Kissing Holy Objects

Israel Drazin



A significant number of people are unable to identify a religious practice as
being nothing other than superstition, especially when the practice has existed
for generations, they feel good about doing it, it gives them a spiritual
uplift, and their religious leaders are performing the act. One example of many
is the widespread custom of kissing holy objects such as the tzitzit,
tephillin, mezuzah, and the Torah scroll. The rabbis criticized these
well-meaning behaviors when they first began. They are not Jewish in origin and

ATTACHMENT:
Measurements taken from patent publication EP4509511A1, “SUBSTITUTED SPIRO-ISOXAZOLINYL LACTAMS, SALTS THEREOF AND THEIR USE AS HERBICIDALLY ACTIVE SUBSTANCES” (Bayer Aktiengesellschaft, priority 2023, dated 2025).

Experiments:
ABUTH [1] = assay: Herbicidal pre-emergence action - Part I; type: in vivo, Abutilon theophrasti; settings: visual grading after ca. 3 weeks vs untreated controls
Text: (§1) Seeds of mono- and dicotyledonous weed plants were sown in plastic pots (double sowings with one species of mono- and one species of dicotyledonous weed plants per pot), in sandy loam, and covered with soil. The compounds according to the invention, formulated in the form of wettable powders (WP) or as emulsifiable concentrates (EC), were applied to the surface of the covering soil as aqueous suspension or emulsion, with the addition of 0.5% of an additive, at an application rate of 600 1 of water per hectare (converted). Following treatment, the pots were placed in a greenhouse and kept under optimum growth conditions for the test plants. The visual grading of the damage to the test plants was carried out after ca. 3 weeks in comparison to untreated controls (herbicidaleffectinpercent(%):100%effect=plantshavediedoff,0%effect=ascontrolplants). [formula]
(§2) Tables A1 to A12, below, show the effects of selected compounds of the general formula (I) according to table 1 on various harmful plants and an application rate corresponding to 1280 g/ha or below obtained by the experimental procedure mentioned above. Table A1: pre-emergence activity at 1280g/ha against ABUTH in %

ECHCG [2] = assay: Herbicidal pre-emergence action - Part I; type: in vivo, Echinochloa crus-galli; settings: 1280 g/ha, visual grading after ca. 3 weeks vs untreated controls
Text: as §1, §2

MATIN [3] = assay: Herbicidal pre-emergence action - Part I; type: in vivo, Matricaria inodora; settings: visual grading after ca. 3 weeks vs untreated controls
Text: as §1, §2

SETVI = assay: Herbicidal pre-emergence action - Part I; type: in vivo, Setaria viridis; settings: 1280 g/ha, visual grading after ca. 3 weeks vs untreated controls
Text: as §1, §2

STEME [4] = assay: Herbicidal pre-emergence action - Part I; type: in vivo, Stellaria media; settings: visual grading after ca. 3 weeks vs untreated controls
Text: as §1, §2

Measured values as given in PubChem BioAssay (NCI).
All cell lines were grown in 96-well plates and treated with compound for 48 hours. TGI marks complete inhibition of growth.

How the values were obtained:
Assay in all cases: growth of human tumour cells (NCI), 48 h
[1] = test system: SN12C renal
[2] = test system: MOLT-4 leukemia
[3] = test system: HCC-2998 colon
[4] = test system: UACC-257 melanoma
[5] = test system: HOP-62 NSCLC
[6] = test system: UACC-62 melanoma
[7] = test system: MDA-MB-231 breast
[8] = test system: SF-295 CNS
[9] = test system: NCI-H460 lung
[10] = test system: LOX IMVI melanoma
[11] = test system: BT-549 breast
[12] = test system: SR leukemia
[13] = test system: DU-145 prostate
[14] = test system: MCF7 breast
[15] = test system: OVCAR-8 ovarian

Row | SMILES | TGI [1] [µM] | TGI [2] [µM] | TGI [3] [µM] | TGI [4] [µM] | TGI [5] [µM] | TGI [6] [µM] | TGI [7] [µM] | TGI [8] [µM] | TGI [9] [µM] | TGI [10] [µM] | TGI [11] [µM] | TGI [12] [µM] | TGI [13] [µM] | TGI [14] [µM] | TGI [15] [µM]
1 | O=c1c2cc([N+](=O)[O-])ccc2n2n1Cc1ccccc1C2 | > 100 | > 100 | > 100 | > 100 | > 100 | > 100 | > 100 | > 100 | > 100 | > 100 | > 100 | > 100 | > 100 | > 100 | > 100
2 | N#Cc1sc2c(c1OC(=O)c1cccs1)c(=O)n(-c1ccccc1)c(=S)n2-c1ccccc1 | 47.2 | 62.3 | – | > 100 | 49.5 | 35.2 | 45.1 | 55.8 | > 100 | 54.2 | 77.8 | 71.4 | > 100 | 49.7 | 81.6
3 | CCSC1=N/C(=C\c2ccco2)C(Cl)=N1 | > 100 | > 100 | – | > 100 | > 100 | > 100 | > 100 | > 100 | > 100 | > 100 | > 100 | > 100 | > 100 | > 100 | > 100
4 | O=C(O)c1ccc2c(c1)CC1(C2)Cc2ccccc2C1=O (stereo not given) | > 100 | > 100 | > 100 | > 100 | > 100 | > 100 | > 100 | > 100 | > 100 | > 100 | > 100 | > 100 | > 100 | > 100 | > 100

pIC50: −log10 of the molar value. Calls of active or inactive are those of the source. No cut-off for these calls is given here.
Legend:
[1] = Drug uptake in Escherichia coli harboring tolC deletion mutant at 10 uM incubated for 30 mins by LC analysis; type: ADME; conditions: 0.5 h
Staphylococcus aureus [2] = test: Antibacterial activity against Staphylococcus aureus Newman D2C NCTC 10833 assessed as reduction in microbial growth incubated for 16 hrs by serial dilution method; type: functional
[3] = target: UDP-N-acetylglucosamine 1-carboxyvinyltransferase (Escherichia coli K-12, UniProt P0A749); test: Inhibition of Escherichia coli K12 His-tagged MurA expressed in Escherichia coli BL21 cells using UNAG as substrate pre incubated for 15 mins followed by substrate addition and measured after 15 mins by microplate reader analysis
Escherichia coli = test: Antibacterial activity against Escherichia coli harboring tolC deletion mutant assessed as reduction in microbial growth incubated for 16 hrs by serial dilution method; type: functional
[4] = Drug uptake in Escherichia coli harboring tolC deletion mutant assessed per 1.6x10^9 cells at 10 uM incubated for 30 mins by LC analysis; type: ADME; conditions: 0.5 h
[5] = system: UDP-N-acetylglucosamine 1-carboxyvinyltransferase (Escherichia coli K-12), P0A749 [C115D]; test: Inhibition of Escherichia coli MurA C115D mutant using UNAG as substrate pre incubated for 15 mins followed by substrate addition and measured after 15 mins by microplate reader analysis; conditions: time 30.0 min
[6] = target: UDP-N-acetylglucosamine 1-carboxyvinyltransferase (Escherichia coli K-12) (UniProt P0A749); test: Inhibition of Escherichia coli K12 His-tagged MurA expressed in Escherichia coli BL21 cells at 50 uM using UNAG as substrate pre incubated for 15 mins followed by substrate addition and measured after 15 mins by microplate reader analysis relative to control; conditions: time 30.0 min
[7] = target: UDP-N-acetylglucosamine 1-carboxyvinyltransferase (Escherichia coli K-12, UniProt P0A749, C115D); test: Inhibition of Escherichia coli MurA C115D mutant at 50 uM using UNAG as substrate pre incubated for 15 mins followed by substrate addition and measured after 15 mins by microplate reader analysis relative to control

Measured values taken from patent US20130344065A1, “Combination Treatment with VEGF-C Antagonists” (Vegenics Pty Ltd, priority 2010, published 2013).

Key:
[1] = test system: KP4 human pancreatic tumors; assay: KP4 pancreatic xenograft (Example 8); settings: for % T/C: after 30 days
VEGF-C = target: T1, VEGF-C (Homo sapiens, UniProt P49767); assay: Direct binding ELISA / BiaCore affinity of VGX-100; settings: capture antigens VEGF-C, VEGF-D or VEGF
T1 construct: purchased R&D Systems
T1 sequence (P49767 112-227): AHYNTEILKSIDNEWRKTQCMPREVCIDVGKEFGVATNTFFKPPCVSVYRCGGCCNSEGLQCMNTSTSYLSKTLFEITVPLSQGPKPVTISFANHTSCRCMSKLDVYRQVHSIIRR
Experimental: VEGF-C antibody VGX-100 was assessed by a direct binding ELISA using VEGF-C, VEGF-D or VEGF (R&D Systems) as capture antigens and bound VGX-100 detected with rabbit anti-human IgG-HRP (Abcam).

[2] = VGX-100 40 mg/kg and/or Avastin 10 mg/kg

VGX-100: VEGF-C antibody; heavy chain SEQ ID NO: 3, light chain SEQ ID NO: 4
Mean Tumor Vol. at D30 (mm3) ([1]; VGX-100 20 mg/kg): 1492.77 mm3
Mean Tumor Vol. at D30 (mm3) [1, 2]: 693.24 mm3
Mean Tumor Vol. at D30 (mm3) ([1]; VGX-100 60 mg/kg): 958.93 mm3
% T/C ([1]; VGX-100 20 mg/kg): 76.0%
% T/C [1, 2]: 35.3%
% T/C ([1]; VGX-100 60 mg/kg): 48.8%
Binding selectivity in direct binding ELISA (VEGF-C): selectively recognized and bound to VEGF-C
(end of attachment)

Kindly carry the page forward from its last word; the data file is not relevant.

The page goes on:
were most likely copied from the Muslim. It is far better to use these items as
they were intended to be used rather than showing adoration by kissing them.
For example, the tzitzit, tephillin, and mezuzah should inspire the study of
the Torah and the Torah itself should be studied to acquire some true ideas and
to improve oneself and society, the three goals of the Torah identified by


The codifier Joseph Caro (1488-1575) criticized the custom of kissing the tzitzit
during prayer in his Bet Yosef, Orach Chayim 24. He says that this was also the
opinion of the eighth century Natronai Gaon and of the ninth century Moses
Gaon. The Gaonim (plural of Gaon) were Babylonian leaders of Jewry from around
the late sixth century to 1038. Ironically, Caro states that he fears that this
practice of kissing the tzitzit may lead to kissing the tephillin and the
mezuzah, which it did.